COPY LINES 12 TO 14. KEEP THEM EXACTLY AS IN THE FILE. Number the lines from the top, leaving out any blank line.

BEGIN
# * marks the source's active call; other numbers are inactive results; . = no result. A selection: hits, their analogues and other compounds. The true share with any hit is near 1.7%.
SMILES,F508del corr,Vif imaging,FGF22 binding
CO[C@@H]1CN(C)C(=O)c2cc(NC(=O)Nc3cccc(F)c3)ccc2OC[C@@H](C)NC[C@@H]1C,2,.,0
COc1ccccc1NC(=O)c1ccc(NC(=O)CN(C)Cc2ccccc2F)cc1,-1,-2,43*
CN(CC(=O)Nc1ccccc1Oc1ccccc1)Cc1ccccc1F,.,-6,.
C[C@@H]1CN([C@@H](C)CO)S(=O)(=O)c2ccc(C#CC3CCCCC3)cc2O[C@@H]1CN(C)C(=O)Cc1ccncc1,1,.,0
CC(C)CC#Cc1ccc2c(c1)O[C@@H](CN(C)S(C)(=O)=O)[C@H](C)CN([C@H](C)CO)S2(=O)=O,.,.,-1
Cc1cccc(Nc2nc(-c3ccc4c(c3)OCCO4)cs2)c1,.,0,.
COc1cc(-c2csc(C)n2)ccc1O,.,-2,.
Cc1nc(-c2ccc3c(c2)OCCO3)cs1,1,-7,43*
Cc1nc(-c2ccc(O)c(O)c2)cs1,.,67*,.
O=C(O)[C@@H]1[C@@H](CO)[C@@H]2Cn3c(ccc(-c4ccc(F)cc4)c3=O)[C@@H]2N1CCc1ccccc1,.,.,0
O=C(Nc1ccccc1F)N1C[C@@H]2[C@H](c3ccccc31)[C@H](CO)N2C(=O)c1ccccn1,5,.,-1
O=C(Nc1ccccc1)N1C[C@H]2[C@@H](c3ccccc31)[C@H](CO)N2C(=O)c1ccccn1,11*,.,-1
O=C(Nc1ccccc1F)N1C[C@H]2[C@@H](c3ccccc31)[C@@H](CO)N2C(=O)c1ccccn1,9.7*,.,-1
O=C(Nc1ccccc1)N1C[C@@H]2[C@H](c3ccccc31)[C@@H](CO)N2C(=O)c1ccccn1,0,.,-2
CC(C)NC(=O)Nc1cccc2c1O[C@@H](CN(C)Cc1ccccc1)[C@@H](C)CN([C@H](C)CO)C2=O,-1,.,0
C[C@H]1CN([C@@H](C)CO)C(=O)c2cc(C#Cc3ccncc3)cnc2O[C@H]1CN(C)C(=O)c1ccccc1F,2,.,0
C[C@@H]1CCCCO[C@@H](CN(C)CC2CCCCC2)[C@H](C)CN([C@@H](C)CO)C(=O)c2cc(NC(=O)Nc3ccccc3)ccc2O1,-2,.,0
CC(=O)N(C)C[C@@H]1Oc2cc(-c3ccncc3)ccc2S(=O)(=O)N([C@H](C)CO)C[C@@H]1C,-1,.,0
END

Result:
O=C(O)[C@@H]1[C@@H](CO)[C@@H]2Cn3c(ccc(-c4ccc(F)cc4)c3=O)[C@@H]2N1CCc1ccccc1,.,.,0
O=C(Nc1ccccc1F)N1C[C@@H]2[C@H](c3ccccc31)[C@H](CO)N2C(=O)c1ccccn1,5,.,-1
O=C(Nc1ccccc1)N1C[C@H]2[C@@H](c3ccccc31)[C@H](CO)N2C(=O)c1ccccn1,11*,.,-1